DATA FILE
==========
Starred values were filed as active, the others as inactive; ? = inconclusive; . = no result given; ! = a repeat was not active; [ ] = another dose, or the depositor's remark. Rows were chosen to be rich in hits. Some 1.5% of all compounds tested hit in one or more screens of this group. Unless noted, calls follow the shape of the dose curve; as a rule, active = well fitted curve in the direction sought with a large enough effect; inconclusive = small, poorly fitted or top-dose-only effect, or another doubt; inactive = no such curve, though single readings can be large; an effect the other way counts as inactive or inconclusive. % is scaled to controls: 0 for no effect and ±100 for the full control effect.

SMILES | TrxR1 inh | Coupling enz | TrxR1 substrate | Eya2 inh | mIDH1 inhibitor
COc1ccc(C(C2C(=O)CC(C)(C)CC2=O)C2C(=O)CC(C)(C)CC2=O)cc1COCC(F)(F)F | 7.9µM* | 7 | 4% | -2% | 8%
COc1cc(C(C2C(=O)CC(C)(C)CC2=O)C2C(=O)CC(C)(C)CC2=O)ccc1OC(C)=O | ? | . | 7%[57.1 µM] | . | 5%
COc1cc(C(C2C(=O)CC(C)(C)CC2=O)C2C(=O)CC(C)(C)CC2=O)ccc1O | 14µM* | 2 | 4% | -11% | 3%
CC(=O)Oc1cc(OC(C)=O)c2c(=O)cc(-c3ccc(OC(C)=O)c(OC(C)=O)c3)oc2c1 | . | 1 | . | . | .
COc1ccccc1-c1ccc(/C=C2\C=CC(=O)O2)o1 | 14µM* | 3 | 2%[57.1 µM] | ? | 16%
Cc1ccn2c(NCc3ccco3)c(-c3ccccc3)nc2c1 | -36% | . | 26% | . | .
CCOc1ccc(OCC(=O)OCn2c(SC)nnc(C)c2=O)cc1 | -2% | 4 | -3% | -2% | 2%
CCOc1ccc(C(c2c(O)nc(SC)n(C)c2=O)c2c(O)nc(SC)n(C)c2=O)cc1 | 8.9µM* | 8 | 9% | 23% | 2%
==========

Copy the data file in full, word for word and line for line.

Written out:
Starred values were filed as active, the others as inactive; ? = inconclusive; . = no result given; ! = a repeat was not active; [ ] = another dose, or the depositor's remark. Rows were chosen to be rich in hits. Some 1.5% of all compounds tested hit in one or more screens of this group. Unless noted, calls follow the shape of the dose curve; as a rule, active = well fitted curve in the direction sought with a large enough effect; inconclusive = small, poorly fitted or top-dose-only effect, or another doubt; inactive = no such curve, though single readings can be large; an effect the other way counts as inactive or inconclusive. % is scaled to controls: 0 for no effect and ±100 for the full control effect.

SMILES | TrxR1 inh | Coupling enz | TrxR1 substrate | Eya2 inh | mIDH1 inhibitor
COc1ccc(C(C2C(=O)CC(C)(C)CC2=O)C2C(=O)CC(C)(C)CC2=O)cc1COCC(F)(F)F | 7.9µM* | 7 | 4% | -2% | 8%
COc1cc(C(C2C(=O)CC(C)(C)CC2=O)C2C(=O)CC(C)(C)CC2=O)ccc1OC(C)=O | ? | . | 7%[57.1 µM] | . | 5%
COc1cc(C(C2C(=O)CC(C)(C)CC2=O)C2C(=O)CC(C)(C)CC2=O)ccc1O | 14µM* | 2 | 4% | -11% | 3%
CC(=O)Oc1cc(OC(C)=O)c2c(=O)cc(-c3ccc(OC(C)=O)c(OC(C)=O)c3)oc2c1 | . | 1 | . | . | .
COc1ccccc1-c1ccc(/C=C2\C=CC(=O)O2)o1 | 14µM* | 3 | 2%[57.1 µM] | ? | 16%
Cc1ccn2c(NCc3ccco3)c(-c3ccccc3)nc2c1 | -36% | . | 26% | . | .
CCOc1ccc(OCC(=O)OCn2c(SC)nnc(C)c2=O)cc1 | -2% | 4 | -3% | -2% | 2%
CCOc1ccc(C(c2c(O)nc(SC)n(C)c2=O)c2c(O)nc(SC)n(C)c2=O)cc1 | 8.9µM* | 8 | 9% | 23% | 2%